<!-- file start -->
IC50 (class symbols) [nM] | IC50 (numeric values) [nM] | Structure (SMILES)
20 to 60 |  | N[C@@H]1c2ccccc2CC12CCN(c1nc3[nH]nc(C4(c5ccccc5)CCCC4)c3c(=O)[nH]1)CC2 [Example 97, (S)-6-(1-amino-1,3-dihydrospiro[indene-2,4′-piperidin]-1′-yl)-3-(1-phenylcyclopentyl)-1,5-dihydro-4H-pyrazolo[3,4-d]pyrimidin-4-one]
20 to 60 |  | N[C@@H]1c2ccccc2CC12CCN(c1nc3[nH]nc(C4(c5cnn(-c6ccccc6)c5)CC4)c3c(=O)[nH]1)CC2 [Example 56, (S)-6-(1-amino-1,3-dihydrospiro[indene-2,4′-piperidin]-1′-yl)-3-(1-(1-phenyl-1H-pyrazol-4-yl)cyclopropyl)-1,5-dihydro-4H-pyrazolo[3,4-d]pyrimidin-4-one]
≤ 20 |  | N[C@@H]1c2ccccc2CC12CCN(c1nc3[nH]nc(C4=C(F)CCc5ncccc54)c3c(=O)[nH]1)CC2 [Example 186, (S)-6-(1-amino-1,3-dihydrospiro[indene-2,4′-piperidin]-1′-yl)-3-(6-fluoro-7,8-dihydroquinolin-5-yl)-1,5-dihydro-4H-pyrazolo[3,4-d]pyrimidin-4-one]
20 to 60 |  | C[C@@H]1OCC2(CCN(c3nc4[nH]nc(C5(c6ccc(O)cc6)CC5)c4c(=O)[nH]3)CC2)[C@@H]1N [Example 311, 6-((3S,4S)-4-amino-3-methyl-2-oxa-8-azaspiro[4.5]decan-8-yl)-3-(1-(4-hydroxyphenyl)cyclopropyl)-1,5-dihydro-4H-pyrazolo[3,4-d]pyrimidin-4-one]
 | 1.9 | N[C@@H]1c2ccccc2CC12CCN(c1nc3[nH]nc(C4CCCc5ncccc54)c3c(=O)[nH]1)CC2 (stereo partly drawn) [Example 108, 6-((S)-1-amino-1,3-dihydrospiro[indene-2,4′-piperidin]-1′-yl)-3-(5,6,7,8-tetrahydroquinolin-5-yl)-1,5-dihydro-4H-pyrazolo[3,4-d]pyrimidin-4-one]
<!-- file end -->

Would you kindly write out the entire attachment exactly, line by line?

IC50 (class symbols) [nM] | IC50 (numeric values) [nM] | Structure (SMILES)
20 to 60 |  | N[C@@H]1c2ccccc2CC12CCN(c1nc3[nH]nc(C4(c5ccccc5)CCCC4)c3c(=O)[nH]1)CC2 [Example 97, (S)-6-(1-amino-1,3-dihydrospiro[indene-2,4′-piperidin]-1′-yl)-3-(1-phenylcyclopentyl)-1,5-dihydro-4H-pyrazolo[3,4-d]pyrimidin-4-one]
20 to 60 |  | N[C@@H]1c2ccccc2CC12CCN(c1nc3[nH]nc(C4(c5cnn(-c6ccccc6)c5)CC4)c3c(=O)[nH]1)CC2 [Example 56, (S)-6-(1-amino-1,3-dihydrospiro[indene-2,4′-piperidin]-1′-yl)-3-(1-(1-phenyl-1H-pyrazol-4-yl)cyclopropyl)-1,5-dihydro-4H-pyrazolo[3,4-d]pyrimidin-4-one]
≤ 20 |  | N[C@@H]1c2ccccc2CC12CCN(c1nc3[nH]nc(C4=C(F)CCc5ncccc54)c3c(=O)[nH]1)CC2 [Example 186, (S)-6-(1-amino-1,3-dihydrospiro[indene-2,4′-piperidin]-1′-yl)-3-(6-fluoro-7,8-dihydroquinolin-5-yl)-1,5-dihydro-4H-pyrazolo[3,4-d]pyrimidin-4-one]
20 to 60 |  | C[C@@H]1OCC2(CCN(c3nc4[nH]nc(C5(c6ccc(O)cc6)CC5)c4c(=O)[nH]3)CC2)[C@@H]1N [Example 311, 6-((3S,4S)-4-amino-3-methyl-2-oxa-8-azaspiro[4.5]decan-8-yl)-3-(1-(4-hydroxyphenyl)cyclopropyl)-1,5-dihydro-4H-pyrazolo[3,4-d]pyrimidin-4-one]
 | 1.9 | N[C@@H]1c2ccccc2CC12CCN(c1nc3[nH]nc(C4CCCc5ncccc54)c3c(=O)[nH]1)CC2 (stereo partly drawn) [Example 108, 6-((S)-1-amino-1,3-dihydrospiro[indene-2,4′-piperidin]-1′-yl)-3-(5,6,7,8-tetrahydroquinolin-5-yl)-1,5-dihydro-4H-pyrazolo[3,4-d]pyrimidin-4-one]